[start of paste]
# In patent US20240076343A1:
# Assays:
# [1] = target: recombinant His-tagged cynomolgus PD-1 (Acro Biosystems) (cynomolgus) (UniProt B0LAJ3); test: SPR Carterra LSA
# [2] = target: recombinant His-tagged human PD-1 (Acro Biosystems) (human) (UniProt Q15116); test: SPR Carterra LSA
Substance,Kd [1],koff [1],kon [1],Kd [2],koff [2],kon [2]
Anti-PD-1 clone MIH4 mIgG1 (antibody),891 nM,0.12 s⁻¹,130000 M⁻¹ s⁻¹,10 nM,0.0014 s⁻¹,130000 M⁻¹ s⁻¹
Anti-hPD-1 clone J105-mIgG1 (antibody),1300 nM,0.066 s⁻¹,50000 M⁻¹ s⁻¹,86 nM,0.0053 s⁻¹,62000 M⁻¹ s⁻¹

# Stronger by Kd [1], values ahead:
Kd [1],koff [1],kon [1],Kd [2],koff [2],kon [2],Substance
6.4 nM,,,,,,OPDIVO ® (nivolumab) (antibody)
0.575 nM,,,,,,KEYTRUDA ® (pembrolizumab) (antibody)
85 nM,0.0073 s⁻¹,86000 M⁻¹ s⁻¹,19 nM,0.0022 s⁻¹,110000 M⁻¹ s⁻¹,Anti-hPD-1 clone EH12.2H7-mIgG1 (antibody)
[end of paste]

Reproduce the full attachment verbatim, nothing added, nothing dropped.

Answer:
# In patent US20240076343A1:
# Assays:
# [1] = target: recombinant His-tagged cynomolgus PD-1 (Acro Biosystems) (cynomolgus) (UniProt B0LAJ3); test: SPR Carterra LSA
# [2] = target: recombinant His-tagged human PD-1 (Acro Biosystems) (human) (UniProt Q15116); test: SPR Carterra LSA
Substance,Kd [1],koff [1],kon [1],Kd [2],koff [2],kon [2]
Anti-PD-1 clone MIH4 mIgG1 (antibody),891 nM,0.12 s⁻¹,130000 M⁻¹ s⁻¹,10 nM,0.0014 s⁻¹,130000 M⁻¹ s⁻¹
Anti-hPD-1 clone J105-mIgG1 (antibody),1300 nM,0.066 s⁻¹,50000 M⁻¹ s⁻¹,86 nM,0.0053 s⁻¹,62000 M⁻¹ s⁻¹

# Stronger by Kd [1], values ahead:
Kd [1],koff [1],kon [1],Kd [2],koff [2],kon [2],Substance
6.4 nM,,,,,,OPDIVO ® (nivolumab) (antibody)
0.575 nM,,,,,,KEYTRUDA ® (pembrolizumab) (antibody)
85 nM,0.0073 s⁻¹,86000 M⁻¹ s⁻¹,19 nM,0.0022 s⁻¹,110000 M⁻¹ s⁻¹,Anti-hPD-1 clone EH12.2H7-mIgG1 (antibody)